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The Compliance Culture in Education

Note: Melissa Junge and Sheara Krvaric, lawyers at the Federal Education Group, will be guest posting this week.

As education lawyers who work with states and school districts on federal education programs, part of our job is to advise clients on those programs' fiscal and administrative compliance rules. For the most part these compliance rules are largely unknown and rarely discussed among the education policy crowd and other important stakeholders, like parents and teachers. Federal compliance requirements like supplement not supplant or time distribution (also known as time and effort) are not exactly hot topics of conversation. They should be.

These, and other, little known and little understood compliance rules have far-reaching and often unintended effects on how education services are delivered to students. Our goal this week is to explain how federal compliance rules can shape the way states and school districts think about using money for education (not just federal funds, but state and local funds as well), introduce some of the specific federal rules we see as barriers to effective programs, and offer some potential solutions along the way.

As we describe in this paper, federal compliance rules have an impact on what goes on in the classroom. This is because fear of audit or monitoring findings can lead states and school districts to do what we call "defensive spending" - i.e. spending federal money in ways that are safe in terms of audit risk, rather than effective in terms of programs that might better drive student achievement or improve a student's experience in school. This has a cascading effect on state and local funds as well.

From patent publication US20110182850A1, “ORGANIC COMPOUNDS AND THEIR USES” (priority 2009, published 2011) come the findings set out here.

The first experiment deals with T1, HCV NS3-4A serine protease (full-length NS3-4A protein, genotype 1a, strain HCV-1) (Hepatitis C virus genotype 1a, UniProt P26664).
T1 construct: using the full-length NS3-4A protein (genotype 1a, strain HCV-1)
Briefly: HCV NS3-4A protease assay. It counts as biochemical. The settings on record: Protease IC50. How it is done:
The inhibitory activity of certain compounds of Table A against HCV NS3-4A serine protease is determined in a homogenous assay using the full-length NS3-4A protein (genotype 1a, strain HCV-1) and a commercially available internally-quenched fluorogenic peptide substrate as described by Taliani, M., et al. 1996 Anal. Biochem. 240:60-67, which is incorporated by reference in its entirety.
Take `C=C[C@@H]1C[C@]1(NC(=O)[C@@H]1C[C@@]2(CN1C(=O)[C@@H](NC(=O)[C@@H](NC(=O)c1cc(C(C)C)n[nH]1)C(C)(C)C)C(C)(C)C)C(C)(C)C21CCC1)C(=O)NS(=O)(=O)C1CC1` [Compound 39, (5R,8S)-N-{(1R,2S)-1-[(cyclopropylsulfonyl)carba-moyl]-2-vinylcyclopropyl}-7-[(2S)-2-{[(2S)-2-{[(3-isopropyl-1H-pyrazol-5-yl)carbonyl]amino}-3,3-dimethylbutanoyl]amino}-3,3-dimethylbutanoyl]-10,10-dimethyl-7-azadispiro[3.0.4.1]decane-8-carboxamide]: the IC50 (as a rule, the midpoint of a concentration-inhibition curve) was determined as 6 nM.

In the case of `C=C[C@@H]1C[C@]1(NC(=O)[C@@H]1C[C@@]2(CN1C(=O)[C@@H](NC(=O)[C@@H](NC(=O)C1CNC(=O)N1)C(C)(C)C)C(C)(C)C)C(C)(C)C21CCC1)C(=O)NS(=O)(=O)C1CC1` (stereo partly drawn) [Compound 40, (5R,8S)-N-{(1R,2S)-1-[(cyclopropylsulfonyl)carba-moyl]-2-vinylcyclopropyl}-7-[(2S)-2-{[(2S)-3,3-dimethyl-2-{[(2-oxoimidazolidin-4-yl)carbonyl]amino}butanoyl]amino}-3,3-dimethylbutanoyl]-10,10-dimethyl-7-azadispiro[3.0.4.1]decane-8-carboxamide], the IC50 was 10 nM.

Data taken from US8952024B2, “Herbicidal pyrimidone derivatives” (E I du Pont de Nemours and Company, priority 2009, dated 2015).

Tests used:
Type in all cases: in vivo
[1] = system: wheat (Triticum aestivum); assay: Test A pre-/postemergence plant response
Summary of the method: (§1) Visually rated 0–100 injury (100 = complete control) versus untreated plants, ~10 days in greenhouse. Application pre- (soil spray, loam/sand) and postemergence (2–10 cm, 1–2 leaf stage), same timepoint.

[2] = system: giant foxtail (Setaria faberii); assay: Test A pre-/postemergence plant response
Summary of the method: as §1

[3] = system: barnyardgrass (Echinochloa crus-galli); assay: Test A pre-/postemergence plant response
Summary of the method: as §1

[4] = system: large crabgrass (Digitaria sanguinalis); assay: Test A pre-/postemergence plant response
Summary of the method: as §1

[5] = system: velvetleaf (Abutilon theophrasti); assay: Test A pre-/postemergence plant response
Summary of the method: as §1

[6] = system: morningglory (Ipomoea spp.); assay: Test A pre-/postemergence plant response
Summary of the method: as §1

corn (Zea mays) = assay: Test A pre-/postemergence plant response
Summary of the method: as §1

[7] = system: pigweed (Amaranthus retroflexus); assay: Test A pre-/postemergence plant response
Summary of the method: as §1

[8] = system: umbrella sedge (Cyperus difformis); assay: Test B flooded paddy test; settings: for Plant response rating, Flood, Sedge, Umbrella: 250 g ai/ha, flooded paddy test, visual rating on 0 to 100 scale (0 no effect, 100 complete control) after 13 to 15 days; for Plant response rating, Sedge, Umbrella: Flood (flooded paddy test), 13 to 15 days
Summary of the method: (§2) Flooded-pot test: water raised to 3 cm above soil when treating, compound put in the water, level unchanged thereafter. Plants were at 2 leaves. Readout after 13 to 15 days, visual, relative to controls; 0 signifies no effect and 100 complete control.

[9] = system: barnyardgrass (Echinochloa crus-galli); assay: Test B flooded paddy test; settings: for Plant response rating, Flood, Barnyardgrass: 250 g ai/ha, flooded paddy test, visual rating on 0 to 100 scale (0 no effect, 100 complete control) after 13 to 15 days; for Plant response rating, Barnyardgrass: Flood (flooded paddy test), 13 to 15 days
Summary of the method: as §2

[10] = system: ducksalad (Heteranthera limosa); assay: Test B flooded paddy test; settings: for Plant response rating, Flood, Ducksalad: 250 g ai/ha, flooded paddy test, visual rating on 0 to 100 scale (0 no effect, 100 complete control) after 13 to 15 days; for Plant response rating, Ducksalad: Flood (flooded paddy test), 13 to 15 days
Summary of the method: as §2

This defensive spending is understandable if one looks at what gets states and school districts into trouble with the U.S. Department of Education - it is largely the failure to meet technical compliance requirements. Some of the most common federal audit or monitoring findings concern non-compliance with the following rules:

• Time and effort (in short, a requirement that those paid with federal funds document how they work);
• Supplement not supplant (a requirement of many federal programs that states and districts use federal funds to add to, and not replace, state and local funds);
• Equitable services (a requirement that school districts use federal funds to provide services to students in private schools); and
• Missing elements of federally required planning documents (many federal programs require schools or districts to develop plans with a specific number of elements and if any one of these elements is missing, the plan is non-compliant).